Dec 02, 2016 08:34 AM

CSRC Reins In Private Stock Placements to Curb Abuse

(Beijing) — China is hitting the brakes on private placements of stock in the wake of signs that the equity financing method has been abused by many public companies — favoring selected investors with lower prices and hiding information from others.

The amount of funds raised by listed firms from private placements in November has fallen to less than 40% of all equity investments, down from an average of 92% for the previous 10 months, according to data provider Wind Information.

The other two main types of equity investment covered by Wind are initial public offerings and rights issues. The latter happens when a company gives its shareholders the right to buy additional securities in proportion to their existing holdings.

Many people working on securities underwriting said the China Securities Regulatory Commission (CSRC) recently has obviously slowed the pace of approving new private placements while permitting more IPOs.

The commission is making companies wait longer than usual at every stage of the review process in order to pace out the issuance of new stock through private placements, an investment banker said.

From October, at least 20 listed companies have issued notices to extend a deadline for their board’s decision to issue new shares due to failure to get the CSRC’s permission in time, according to stock exchange filings.

Analysts expect the regulator’s tough attitude on private placements to continue as it seeks to prevent companies from abusing the tool.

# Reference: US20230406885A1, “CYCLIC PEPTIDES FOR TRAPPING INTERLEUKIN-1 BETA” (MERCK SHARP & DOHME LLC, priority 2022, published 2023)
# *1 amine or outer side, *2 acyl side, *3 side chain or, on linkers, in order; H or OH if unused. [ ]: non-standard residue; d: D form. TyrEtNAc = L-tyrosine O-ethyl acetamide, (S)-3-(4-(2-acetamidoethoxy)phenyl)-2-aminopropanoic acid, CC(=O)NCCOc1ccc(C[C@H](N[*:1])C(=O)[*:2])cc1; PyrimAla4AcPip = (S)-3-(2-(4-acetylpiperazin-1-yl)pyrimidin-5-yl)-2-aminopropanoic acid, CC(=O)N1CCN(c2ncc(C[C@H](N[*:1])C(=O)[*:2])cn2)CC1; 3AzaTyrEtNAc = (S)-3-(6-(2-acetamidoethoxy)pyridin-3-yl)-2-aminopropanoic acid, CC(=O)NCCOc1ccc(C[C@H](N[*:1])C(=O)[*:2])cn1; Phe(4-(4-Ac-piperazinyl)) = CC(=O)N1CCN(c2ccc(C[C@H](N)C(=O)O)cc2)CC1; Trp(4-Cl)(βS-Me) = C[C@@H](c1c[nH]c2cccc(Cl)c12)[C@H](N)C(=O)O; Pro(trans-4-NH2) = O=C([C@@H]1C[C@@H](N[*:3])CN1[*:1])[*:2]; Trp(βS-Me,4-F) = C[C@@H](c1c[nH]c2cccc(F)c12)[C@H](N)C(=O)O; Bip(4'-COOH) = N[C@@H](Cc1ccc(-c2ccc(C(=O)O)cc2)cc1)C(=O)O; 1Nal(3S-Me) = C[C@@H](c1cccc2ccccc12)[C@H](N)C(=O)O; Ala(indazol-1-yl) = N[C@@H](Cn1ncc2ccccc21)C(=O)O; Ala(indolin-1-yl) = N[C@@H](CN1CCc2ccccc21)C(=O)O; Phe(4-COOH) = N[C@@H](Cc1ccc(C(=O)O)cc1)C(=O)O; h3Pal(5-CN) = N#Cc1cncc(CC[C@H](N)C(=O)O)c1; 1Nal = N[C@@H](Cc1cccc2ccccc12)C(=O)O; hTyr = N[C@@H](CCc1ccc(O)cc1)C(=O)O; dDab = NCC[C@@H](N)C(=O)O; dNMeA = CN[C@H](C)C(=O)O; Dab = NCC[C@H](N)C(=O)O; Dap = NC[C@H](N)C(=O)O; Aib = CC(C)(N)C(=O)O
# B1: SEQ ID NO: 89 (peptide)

Private placements of stock are meant as an equity raising tool mainly for companies that would have trouble issuing new shares publicly because they fall short on profit and return-on-net-assets requirements.

“Over time, however, some public firms that are operating well and qualify for a public issuance started using private placements instead,” another investment banker said.

“This is, on the fundamental level, contrary to the regulator’s intention,” he said.

From January to Nov. 17, a total of 364 of the 384 listed firms that received the CSRC’s approval for additional fundraising went for a private placement of stock, according to the regulator. Only 10 applied for permission to sell convertible bonds. Another eight conducted a rights issue and the other two issued, respectively, preferred stock and a corporate bond. None of the securities issuances were conducted through public offerings.

Compared with public sales, private placements allow the issuing company to negotiate deals directly with select investors, setting a share price at often below-market levels and raising concerns about insider manipulation.

“Public issues, by contrast, face investors that cannot be chosen beforehand and make manipulation less likely,” an investment banker said.

The CSRC has taken action this year to monitor the pricing of private stock placements with more scrutiny, going so far as to require that the issuing price of stock with a three-year lock-in period, once set, can be raised, but not lowered. It also prohibited listed firms’ big shareholders from buying more stock through private placements using funds from asset management products. These measures were intended to prevent companies from underpricing stock to benefit insiders and related parties.

Still, companies tend to offer privately issued stock at steep discounts compared with the price of their publicly traded shares. The phenomenon was more obvious among companies that perform badly, according to Wu Xiaoling, a member of the standing committee of the National People’s Congress, China’s top legislature.

By offering big discounts, these companies were able to attract more investors, she said. This amplifies market fluctuations and lures capital resources away from good companies to poor ones, she said.

Contact Wang Yuqian (; editor Ken Howe (

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